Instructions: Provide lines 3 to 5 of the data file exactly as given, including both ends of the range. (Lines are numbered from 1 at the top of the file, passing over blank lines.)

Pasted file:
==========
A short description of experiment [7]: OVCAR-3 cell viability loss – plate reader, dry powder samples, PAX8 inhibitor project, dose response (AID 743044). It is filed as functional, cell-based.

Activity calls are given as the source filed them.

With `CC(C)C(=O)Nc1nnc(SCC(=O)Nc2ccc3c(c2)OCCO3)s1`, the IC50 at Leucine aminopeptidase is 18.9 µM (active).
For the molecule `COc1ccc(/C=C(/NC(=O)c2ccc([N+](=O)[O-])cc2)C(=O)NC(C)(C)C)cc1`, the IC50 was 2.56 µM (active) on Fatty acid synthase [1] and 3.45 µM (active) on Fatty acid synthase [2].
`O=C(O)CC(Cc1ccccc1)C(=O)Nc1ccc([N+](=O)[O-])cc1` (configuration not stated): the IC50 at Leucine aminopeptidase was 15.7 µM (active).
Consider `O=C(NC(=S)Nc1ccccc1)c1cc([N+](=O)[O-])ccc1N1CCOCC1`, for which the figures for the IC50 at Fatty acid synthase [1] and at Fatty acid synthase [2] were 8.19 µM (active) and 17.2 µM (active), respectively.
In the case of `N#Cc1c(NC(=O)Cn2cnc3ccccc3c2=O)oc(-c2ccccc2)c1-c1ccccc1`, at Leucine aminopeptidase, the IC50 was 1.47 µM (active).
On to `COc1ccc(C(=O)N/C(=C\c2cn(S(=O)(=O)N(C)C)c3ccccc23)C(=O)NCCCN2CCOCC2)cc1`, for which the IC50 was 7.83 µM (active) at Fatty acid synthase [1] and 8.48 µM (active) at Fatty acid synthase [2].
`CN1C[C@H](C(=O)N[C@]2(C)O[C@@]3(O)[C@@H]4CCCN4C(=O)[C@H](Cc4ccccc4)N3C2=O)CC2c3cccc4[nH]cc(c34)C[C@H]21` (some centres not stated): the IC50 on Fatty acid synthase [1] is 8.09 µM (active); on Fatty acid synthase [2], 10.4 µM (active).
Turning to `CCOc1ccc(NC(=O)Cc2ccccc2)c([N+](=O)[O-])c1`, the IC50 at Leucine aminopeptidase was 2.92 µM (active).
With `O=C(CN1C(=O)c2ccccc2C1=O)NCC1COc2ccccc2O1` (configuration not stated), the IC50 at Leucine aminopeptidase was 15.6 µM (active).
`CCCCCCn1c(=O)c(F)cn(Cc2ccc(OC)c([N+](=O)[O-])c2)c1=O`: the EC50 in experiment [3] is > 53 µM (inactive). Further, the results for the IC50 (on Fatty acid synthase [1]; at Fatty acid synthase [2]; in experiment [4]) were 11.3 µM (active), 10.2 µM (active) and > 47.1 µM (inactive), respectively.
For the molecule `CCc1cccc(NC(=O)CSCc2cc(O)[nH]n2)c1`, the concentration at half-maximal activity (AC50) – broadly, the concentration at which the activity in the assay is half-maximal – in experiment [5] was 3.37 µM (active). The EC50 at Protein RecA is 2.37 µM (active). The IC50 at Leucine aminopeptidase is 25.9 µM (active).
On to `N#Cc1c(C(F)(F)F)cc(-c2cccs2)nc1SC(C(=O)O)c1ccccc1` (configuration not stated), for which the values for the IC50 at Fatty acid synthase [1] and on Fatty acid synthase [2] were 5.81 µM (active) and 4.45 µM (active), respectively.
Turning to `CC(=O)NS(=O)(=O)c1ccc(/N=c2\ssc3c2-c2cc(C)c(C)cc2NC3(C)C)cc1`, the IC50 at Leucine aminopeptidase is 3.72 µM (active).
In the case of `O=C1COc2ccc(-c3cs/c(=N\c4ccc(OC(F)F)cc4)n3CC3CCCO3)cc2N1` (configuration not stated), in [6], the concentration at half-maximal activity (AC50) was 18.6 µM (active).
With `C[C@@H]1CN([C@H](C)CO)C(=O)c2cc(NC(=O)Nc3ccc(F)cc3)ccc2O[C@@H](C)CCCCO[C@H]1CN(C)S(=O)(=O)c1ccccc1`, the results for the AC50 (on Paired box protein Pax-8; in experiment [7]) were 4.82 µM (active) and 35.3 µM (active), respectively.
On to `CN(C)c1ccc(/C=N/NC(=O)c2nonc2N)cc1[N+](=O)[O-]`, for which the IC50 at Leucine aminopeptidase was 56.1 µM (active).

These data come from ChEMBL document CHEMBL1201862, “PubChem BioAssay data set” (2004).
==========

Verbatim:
With `CC(C)C(=O)Nc1nnc(SCC(=O)Nc2ccc3c(c2)OCCO3)s1`, the IC50 at Leucine aminopeptidase is 18.9 µM (active).
For the molecule `COc1ccc(/C=C(/NC(=O)c2ccc([N+](=O)[O-])cc2)C(=O)NC(C)(C)C)cc1`, the IC50 was 2.56 µM (active) on Fatty acid synthase [1] and 3.45 µM (active) on Fatty acid synthase [2].
`O=C(O)CC(Cc1ccccc1)C(=O)Nc1ccc([N+](=O)[O-])cc1` (configuration not stated): the IC50 at Leucine aminopeptidase was 15.7 µM (active).